Friday, November 30, 2007

Boxers Or Briefs Or Magic Underwear?

This article from Slate, Mitt The Mormon might well be one of the most important ones they have published, as it points out very serious potential aspects of a Mitt Romney presidency. It also asks very important questions that Romney seems not to want to answer. How will his religious beliefs affect his presidency?

It is easy to see parallels in Romney's political career with the history of the Church of Jesus Christ Of Latter Day Saints, as the Mormon Church is officially titled.

The church's marriage policy was originally polygamist. This was far more than a mere cultural or practical matter. This was in fact a very important article of faith, arguably perhaps the most important one of all. Yet, it was conveniently dropped in order to pave the way for Utah to become a state.

That's not all. Up until as relatively recently as 1978, the church was a virulently racist organization which claimed, according to divine revelation, that the dark skin of Africans and their descendants was a curse. Due to this factor, black Mormons were not permitted to hold any high office, or for that matter, any office at all. They could not even be a deacon of the church.

The change in 1978 seems to have coincided with certain civil rights laws having been confirmed in the courts.

If flip-flopping on issues then is a sign of Romney's character, you will at least have to say he has certainly been a faithful Mormon. But is that what we want for a President?

It's one thing to have silly, even arguably ridiculous beliefs about Missouri being the future center of power during the prophesied millennium, or that one should be obliged to always wear underwear inscribed with religious insignia-even in the bath or shower-in order to preserve health and spiritual strength.

It's quite another thing to believe that the laws and edicts of the religious organization of which you have been a member all your adult life (since before 1978 in his case, incidentally) are of greater transcendence and importance than the laws of the land, the top office for which you are aspiring.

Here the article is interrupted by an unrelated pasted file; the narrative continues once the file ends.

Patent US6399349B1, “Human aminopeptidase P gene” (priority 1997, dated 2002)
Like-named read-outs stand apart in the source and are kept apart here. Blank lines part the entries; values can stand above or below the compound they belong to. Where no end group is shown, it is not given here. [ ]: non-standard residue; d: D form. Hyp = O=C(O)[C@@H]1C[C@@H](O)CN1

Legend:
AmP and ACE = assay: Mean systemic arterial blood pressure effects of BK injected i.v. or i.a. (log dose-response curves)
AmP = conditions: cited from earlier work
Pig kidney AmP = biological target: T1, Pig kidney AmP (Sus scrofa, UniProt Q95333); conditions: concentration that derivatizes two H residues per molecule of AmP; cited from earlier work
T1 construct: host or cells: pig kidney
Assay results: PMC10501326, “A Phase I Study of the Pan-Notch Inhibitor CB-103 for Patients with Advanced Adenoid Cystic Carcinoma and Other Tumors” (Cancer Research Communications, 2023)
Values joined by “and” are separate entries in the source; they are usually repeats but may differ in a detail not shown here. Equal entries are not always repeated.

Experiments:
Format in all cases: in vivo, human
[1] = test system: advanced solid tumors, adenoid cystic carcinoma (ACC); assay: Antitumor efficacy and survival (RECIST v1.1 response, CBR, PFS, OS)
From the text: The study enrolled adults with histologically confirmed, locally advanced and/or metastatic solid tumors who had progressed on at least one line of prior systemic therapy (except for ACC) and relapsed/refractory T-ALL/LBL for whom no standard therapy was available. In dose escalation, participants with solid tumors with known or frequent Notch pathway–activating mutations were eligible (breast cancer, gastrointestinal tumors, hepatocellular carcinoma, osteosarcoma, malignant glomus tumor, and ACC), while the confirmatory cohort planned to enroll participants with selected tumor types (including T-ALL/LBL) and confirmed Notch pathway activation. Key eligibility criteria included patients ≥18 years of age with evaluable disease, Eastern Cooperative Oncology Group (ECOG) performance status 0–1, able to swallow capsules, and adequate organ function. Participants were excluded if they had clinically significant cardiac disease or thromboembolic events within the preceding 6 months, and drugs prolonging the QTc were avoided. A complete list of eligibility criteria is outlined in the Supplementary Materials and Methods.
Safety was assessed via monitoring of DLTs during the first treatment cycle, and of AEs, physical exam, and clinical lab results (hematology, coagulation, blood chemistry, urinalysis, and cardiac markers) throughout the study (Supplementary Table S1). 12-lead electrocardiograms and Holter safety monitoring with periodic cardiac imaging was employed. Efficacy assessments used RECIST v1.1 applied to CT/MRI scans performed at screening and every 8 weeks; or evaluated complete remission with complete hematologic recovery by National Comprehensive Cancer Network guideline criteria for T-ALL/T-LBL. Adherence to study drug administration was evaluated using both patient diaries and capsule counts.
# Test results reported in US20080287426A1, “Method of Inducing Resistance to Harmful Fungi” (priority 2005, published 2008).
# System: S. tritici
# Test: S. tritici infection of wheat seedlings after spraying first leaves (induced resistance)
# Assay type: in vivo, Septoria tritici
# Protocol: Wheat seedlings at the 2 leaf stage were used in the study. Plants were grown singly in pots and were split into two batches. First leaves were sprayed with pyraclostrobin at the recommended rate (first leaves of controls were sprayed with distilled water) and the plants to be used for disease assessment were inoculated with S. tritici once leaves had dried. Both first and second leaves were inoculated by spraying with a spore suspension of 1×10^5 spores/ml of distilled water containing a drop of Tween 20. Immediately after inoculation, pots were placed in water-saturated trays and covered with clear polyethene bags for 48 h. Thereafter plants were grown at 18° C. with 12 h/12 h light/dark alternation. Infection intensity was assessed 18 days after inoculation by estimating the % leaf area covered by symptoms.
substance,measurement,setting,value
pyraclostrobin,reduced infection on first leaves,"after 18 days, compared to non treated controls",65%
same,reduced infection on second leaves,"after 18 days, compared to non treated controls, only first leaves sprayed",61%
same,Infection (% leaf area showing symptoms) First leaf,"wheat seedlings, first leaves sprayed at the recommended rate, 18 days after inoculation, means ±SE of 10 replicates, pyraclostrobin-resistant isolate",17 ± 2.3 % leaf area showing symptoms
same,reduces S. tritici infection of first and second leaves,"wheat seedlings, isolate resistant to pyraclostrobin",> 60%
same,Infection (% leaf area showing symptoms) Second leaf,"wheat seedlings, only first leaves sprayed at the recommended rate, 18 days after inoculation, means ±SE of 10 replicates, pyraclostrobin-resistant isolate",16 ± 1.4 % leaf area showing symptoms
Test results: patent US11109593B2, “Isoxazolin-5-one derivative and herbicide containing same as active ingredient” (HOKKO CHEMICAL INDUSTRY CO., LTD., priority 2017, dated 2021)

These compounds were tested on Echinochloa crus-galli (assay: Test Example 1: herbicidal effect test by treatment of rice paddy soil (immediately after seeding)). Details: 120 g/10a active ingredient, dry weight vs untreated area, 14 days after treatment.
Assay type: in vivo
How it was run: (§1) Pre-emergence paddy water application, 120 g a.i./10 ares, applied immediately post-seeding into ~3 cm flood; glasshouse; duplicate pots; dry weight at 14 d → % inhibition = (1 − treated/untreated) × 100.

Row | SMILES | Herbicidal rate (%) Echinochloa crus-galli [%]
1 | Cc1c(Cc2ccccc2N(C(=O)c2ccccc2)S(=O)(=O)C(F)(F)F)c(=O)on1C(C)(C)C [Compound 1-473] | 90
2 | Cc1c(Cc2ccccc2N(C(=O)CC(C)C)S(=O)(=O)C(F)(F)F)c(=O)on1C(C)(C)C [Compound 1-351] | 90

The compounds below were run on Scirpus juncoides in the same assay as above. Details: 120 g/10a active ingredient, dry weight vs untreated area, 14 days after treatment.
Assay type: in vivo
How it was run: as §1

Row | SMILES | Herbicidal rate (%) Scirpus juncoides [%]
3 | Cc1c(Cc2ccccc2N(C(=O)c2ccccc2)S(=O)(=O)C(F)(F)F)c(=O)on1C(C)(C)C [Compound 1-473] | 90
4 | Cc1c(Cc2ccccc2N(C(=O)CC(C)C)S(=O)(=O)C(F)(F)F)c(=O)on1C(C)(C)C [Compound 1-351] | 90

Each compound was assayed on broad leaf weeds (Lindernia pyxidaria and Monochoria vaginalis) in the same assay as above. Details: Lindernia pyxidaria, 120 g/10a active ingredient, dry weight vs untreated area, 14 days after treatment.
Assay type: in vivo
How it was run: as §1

The point is made that if John F, Kennedy can openly address questions concerning his catholic faith, and Robert Byrd can address questions as to his past memberhsip in the Ku Klux Klan, why can Mitt Romney not address these relevant similar questions about his Mormon faith? Why does he insist on playing the victim, claiming religious bigotry whenever the question is asked?

The point has even been made that he might have push-polled his own campaign in an effort to dissuade further questions about the matter. If this is true, it is very disturbing indeed.

On the other hand, given his past and recent somewhat Mormonesque flip-flops on important and/or controversial issues, as to his policies as governor of Massachusetts versus his current positions as candidate for President of the United States, an even more disturbing potential emerges.

If he answered the questions, could we believe a fucking word that came out of his mouth, or would he feel any deceptive answer would be justified by faith?

3 comments:

Renegade Eye said...

Everything about Romney is oppurtunist. He'll take any position to win. His problem is that he's transparent. Hitchens attacks on rteligion are to sell books and get speaker engagements. I think he's trying to get back speaking engagements, he lost bu supporting the war.

Kennedy was influenced by his cardinal, to get involved in Vietnam.

fenix said...

Ya know, Shadowhawk, WuShih, Shak El and I all live in Missouri. Wonder when we're supposed to get ready for this "return?"

The Pagan Temple said...

Ren-

I didn't know that about Kennedy's cardinal, are you sure that's accurate? If so, it's troubling but not surprising.

Any person who subscribes to s religious philosophy to any degree, will by nature be influenced by their religion in proportion to the degree of their faith. If they say differently, they are probably lying, maybe to themselves.

That is why questions about a candidates religious affiliation are very definitely of interest, and certainly understandable considerations. I'll post more along these lines at some future point.

Fenix-I wouldn't hold my breath waiting for that if I were you. On the other hand, if Romney does become president, it would be interesting to measure the degree of migration of Mormons to Missouri. Not just any Mormons either, but probably the most faithful and in some cases fanatical ones might end up your neighbors.